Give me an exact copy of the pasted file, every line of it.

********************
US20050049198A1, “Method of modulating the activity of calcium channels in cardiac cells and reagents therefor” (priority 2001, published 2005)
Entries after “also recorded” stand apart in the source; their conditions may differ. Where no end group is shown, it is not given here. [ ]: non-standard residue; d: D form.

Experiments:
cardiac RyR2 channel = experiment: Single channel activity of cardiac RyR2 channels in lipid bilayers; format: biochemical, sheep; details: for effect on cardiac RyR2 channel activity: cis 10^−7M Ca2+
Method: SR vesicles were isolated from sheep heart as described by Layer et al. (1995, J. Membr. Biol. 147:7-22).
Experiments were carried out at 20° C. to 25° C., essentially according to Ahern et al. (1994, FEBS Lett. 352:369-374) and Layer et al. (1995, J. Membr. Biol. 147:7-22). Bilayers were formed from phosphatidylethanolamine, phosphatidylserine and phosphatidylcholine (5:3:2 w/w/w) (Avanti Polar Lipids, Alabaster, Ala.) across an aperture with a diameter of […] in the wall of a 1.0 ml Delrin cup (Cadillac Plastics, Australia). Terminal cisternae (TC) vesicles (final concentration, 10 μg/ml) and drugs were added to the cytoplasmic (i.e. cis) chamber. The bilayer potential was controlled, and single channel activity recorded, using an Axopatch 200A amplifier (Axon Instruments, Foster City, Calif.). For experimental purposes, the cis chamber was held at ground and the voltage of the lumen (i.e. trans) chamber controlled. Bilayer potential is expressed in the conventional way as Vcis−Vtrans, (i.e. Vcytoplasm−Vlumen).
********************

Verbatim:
US20050049198A1, “Method of modulating the activity of calcium channels in cardiac cells and reagents therefor” (priority 2001, published 2005)
Entries after “also recorded” stand apart in the source; their conditions may differ. Where no end group is shown, it is not given here. [ ]: non-standard residue; d: D form.

Experiments:
cardiac RyR2 channel = experiment: Single channel activity of cardiac RyR2 channels in lipid bilayers; format: biochemical, sheep; details: for effect on cardiac RyR2 channel activity: cis 10^−7M Ca2+
Method: SR vesicles were isolated from sheep heart as described by Layer et al. (1995, J. Membr. Biol. 147:7-22).
Experiments were carried out at 20° C. to 25° C., essentially according to Ahern et al. (1994, FEBS Lett. 352:369-374) and Layer et al. (1995, J. Membr. Biol. 147:7-22). Bilayers were formed from phosphatidylethanolamine, phosphatidylserine and phosphatidylcholine (5:3:2 w/w/w) (Avanti Polar Lipids, Alabaster, Ala.) across an aperture with a diameter of […] in the wall of a 1.0 ml Delrin cup (Cadillac Plastics, Australia). Terminal cisternae (TC) vesicles (final concentration, 10 μg/ml) and drugs were added to the cytoplasmic (i.e. cis) chamber. The bilayer potential was controlled, and single channel activity recorded, using an Axopatch 200A amplifier (Axon Instruments, Foster City, Calif.). For experimental purposes, the cis chamber was held at ground and the voltage of the lumen (i.e. trans) chamber controlled. Bilayer potential is expressed in the conventional way as Vcis−Vtrans, (i.e. Vcytoplasm−Vlumen).